FBI: For more than six years, a New Jersey man who owned four microelectronics export companies skirted U.S. export laws enacted under the International Emergency Economic Powers Act (IEEPA). These laws are in place to help protect U.S. national security and make sure that items made in the U.S. don’t help strengthen another country’s military without proper licensing and careful consideration.
Alexander Brazhnikov, Jr., a 36-year-old naturalized American citizen born in Russia, admitted that, between January 2008 and June 2014, he smuggled $65 million worth of sensitive electronics components from the U.S. to Russia, where much of it eventually ended up in the hands of Russia’s Ministry of Defense and Federal Security Service.
In June 2015, Brazhnikov plead guilty in federal court—after a multiagency investigation by the FBI, the Department of Commerce, and Department of Homeland Security (DHS)—to the smuggling charges and to a charge of conspiring to commit money laundering to hide the illegal proceeds of his criminal activities. According to then-Newark FBI Special Agent in Charge Richard Frankel, Brazhnikov “significantly undermined the national security of the national security of the U.S.” and “enhanced the capabilities of both the Russian Military Service and the Russian Nuclear Weapons Program.” Last month, he was sentenced to more than five years in prison.
Investigators believe that Brazhnikov conspired with his father, Alexander Brazhnikov, Sr., owner of a Moscow-based procurement firm who brokered the purchasing of electronics components from U.S. vendors and manufacturers for their clients, mostly Russian defense contractors licensed to procure parts for the Russian military, security service, and other entities involved in the design of nuclear weapons and tactical platforms.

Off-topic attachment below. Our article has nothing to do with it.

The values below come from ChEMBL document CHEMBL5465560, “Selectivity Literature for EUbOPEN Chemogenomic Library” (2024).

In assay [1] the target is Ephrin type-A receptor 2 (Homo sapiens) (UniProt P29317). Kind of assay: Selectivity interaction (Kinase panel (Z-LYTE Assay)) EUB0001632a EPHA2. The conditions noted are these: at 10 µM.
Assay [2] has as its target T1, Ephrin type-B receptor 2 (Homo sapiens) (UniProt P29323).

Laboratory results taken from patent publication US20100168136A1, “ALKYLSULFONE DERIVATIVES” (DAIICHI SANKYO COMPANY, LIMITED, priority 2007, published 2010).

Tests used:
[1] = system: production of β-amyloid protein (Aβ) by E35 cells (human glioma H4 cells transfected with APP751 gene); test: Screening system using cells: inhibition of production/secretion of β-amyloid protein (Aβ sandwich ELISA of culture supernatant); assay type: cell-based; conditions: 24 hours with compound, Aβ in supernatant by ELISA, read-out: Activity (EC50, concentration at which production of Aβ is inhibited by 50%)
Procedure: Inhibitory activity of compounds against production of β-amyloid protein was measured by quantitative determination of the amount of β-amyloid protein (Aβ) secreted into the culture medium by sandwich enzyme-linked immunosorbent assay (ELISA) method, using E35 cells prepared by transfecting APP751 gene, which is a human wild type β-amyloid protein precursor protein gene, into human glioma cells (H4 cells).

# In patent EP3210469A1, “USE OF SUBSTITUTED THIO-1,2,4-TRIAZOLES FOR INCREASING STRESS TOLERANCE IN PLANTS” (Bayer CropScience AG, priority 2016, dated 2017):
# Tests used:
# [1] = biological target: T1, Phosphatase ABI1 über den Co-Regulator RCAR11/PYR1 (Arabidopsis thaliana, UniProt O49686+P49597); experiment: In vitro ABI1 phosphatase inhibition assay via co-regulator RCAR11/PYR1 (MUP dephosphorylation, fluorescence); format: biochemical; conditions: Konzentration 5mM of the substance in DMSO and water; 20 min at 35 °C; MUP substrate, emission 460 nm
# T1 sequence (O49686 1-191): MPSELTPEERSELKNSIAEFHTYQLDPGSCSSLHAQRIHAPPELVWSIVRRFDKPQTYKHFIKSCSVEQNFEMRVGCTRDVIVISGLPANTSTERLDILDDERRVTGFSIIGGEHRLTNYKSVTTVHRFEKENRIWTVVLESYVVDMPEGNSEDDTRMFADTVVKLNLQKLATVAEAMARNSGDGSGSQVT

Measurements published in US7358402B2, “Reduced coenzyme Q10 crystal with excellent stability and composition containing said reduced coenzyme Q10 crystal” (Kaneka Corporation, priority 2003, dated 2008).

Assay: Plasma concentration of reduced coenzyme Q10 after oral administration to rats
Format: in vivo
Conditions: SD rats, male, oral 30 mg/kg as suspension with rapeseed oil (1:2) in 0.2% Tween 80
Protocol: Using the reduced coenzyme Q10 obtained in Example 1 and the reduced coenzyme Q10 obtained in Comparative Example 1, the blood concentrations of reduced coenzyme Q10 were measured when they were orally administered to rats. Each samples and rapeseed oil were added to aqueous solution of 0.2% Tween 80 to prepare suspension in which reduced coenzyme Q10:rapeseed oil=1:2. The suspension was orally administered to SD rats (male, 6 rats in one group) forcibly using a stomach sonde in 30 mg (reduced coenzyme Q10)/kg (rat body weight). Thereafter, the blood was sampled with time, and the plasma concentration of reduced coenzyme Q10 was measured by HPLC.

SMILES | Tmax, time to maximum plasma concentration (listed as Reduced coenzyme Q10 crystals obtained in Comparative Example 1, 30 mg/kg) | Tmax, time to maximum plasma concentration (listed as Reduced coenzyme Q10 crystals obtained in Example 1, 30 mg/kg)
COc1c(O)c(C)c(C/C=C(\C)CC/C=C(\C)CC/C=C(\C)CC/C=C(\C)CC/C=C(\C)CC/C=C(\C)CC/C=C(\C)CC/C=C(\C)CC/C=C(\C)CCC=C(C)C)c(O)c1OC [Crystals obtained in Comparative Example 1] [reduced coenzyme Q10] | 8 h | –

The case began in 2012, when another Bureau field office—investigating a similar matter—sent a lead to the Newark FBI Office concerning one of Brazhnikov’s companies. Joining forces with Commerce and DHS, investigators began looking into Brazhnikov and his New Jersey companies. Through a variety of investigative methods, including following the money trail, here’s what they found:
Brazhnikov received requests for certain electronics components from co-conspirators in Russia. Funds for those components were deposited into Russian bank accounts, transferred to the offshore bank accounts of dozens of shell companies created specifically to facilitate the movement of the money and to hide its origin, and then shifted to U.S. bank accounts controlled by Brazhnikov and his companies.
Using the money from these bank accounts, he would place orders for the electronics components he needed with U.S. manufacturers and vendors. But because of U.S. export laws, he knew that many of these components—having to do with areas like advanced communications, avionics, weapons testing, and encryption applications—would have been denied export to Russia’s military and security services. So after receiving the components (often misleading the manufacturers and vendors about his intentions), he purchased and repackaged the goods for their journey to Russia. Brazhnikov also intentionally misled the shipping companies he dealt with by undervaluing the cost of what he was shipping and directing that the shipments be sent to front addresses in Russia—all in an effort to evade the legal requirements of obtaining the proper export permissions from the Department of Commerce.
Once the items were delivered in Russia, they were rerouted by members of the Moscow-based conspiracy to their true destination. Brazhnikov was responsible for more than 1,900 illegal shipments like this.
The FBI and its federal partners take safeguarding our national security very seriously—no matter what form those threats take—and we will continue to vigorously and lawfully investigate anyone whose criminal activities threaten that security.